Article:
(WASHINGTON) — The U.S. Navy’s 7th Fleet said Tuesday it will screen all personnel boarding its ships for coronavirus — formally called COVID-19 — as the virus spreads across Asia.
“We have developed plans to screen all personnel including but not limited to crew, visitors, civilians, contractors, and new check-ins gaining access to [7th Fleet] units and platforms,” said Lt. Joe Keiley, 7th Fleet spokesperson, in a statement. “These additional screening requirements will include newly gained personnel and those returning from leave.”
According to the Navy, there are no indications that any 7th Fleet personnel have been affected by COVID-19. However, the command is responsible for much of the waters around the Asian continent, including four countries where the virus has claimed the highest number of cases: China, South Korea, Japan, and Singapore.
Over the weekend, the U.S. State Department raised the travel advisory level for South Korea and Japan to level 2, citing the COVID-19 outbreak. The alerts say that “sustained community spread has been reported in South Korea,” meaning people in both countries “have been infected with the virus, but how or where they became infected is not known, and the spread is ongoing.”
Both countries host tens of thousands of American military personnel, including Navy sailors. Headquartered in Yokosuka, Japan, 7th Fleet has as many as 50 to 70 ships within its command at any one time, according to its website.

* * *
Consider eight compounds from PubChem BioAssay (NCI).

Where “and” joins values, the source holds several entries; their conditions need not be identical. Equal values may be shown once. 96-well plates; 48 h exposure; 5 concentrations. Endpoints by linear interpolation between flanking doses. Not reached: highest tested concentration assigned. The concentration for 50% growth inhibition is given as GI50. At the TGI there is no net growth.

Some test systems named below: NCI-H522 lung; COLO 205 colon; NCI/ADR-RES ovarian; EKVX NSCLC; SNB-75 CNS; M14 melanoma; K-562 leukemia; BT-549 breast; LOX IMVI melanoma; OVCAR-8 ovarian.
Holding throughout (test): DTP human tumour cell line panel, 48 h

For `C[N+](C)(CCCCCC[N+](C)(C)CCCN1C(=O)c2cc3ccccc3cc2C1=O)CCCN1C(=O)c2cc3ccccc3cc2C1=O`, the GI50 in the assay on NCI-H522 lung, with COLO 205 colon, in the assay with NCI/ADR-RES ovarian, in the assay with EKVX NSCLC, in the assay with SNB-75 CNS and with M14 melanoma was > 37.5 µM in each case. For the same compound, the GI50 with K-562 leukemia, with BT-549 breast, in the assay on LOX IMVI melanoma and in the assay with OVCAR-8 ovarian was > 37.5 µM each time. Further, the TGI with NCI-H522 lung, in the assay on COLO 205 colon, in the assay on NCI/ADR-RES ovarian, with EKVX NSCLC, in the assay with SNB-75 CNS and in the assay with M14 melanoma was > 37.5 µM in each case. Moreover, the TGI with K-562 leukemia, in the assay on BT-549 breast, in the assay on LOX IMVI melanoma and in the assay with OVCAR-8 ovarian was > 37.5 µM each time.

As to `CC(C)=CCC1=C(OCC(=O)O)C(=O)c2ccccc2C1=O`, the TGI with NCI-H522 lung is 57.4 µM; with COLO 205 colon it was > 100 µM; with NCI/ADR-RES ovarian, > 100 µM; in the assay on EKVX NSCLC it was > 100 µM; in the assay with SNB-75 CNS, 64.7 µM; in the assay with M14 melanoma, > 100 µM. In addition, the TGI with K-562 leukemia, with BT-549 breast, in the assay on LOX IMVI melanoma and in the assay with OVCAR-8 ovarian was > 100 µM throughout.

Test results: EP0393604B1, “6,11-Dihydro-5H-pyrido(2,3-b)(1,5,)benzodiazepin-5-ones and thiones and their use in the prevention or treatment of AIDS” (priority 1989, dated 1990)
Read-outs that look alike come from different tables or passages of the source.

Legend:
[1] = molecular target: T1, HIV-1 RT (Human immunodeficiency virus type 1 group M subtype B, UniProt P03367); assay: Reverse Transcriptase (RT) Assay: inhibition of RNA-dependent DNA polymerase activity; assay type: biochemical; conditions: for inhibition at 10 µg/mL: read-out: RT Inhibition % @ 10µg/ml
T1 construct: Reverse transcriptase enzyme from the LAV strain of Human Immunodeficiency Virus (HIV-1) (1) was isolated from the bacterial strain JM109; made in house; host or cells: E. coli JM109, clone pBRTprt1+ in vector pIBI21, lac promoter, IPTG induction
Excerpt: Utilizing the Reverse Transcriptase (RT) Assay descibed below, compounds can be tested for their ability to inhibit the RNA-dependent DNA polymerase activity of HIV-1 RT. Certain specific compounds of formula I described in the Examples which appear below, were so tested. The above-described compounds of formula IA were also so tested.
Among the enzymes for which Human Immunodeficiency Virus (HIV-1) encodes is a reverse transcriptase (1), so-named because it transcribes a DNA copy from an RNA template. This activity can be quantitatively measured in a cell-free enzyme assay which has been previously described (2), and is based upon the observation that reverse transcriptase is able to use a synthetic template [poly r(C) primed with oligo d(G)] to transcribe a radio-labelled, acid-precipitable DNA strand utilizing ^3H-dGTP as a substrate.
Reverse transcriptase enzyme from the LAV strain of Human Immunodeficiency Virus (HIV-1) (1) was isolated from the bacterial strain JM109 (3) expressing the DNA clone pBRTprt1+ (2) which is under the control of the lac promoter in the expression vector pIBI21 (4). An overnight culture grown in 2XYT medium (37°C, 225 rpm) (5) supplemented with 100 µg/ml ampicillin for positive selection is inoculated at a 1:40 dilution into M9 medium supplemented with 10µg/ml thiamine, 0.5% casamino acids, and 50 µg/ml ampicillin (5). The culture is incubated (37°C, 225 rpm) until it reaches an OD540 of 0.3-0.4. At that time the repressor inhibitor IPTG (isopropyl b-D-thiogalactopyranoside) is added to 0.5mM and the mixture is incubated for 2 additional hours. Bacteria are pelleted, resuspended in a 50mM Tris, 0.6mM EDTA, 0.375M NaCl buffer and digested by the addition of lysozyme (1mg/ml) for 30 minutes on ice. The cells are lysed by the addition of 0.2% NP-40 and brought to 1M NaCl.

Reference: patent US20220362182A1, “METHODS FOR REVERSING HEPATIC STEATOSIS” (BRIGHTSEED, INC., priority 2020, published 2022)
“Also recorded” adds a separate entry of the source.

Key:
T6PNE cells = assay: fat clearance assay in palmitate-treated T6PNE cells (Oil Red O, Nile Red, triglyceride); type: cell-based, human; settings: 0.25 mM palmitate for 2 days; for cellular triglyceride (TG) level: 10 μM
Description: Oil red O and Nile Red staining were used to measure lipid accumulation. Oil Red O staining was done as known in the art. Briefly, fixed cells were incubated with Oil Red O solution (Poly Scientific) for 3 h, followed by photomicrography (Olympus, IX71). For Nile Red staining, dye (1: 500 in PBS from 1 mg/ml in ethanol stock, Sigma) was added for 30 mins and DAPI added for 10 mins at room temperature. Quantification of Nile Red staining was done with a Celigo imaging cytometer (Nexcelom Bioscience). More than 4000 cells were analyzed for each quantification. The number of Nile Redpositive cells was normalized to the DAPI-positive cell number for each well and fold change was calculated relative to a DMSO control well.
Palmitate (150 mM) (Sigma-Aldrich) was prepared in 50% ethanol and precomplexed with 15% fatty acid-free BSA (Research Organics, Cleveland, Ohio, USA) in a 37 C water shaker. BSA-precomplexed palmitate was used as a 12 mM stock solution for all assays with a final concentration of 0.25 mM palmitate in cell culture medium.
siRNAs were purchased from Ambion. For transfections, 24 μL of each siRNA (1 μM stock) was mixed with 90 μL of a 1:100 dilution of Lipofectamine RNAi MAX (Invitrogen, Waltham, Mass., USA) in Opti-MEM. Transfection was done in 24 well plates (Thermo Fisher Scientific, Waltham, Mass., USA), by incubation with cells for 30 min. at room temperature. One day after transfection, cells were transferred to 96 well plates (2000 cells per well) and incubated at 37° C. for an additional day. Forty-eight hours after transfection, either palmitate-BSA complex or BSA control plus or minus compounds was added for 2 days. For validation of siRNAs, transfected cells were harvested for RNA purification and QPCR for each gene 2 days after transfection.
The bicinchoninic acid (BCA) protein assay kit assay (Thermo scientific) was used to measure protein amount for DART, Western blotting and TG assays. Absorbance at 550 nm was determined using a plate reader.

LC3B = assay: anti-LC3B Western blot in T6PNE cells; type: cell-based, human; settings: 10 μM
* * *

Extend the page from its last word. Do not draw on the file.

“In response to the threat of this virus, Commander, U.S. 7th Fleet issued guidance to the Fleet that ensures the risk of COVID-19 is mitigated to our forces,” Keiley said. “We will continue to mitigate the risk to force while continuing to support the mission in support of our operational strategy and in accordance with Centers for Disease Control, World Health Organization, and Navy Bureau of Medicine and Surgery guidance.”
On Monday, U.S. Forces Korea confirmed that a U.S. military dependent had been diagnosed with COVID-19, triggering the base to limit non-essential travel and characterize the overall risk from the virus to U.S. military personnel on the Korean Peninsula as “high.”
Defense Secretary Mark Esper also told reporters on Monday that the U.S. may scale back military exercises with South Korean forces due to the spread of the virus.
U.S. military in Italy takes precautions
It’s not just the U.S. military community in Asia that is worried about COVID-19. U.S. military activities in Vincenza, Italy have ground to halt as the garrison there takes a number of safety precautions due to the spread of the virus throughout Italy.
Though there are no confirmed cases of the virus in Vinceza where U.S. Army Garrison Italy is located, all military schools have been closed through Friday while a number of other community activities have been cancelled or postponed.
The garrison has also restricted non-mission essential travel to the Veneto and Lombardy regions of northern Italy where the number of individuals diagnosed with the virus is growing to more than 280. Ten individuals have died in Italy from COVID-19.
“As a precaution, we recommend you to stay close to home,” the garrison posted on its Facebook page on Monday. “Practice frequent hand washing with warm water and soap.”
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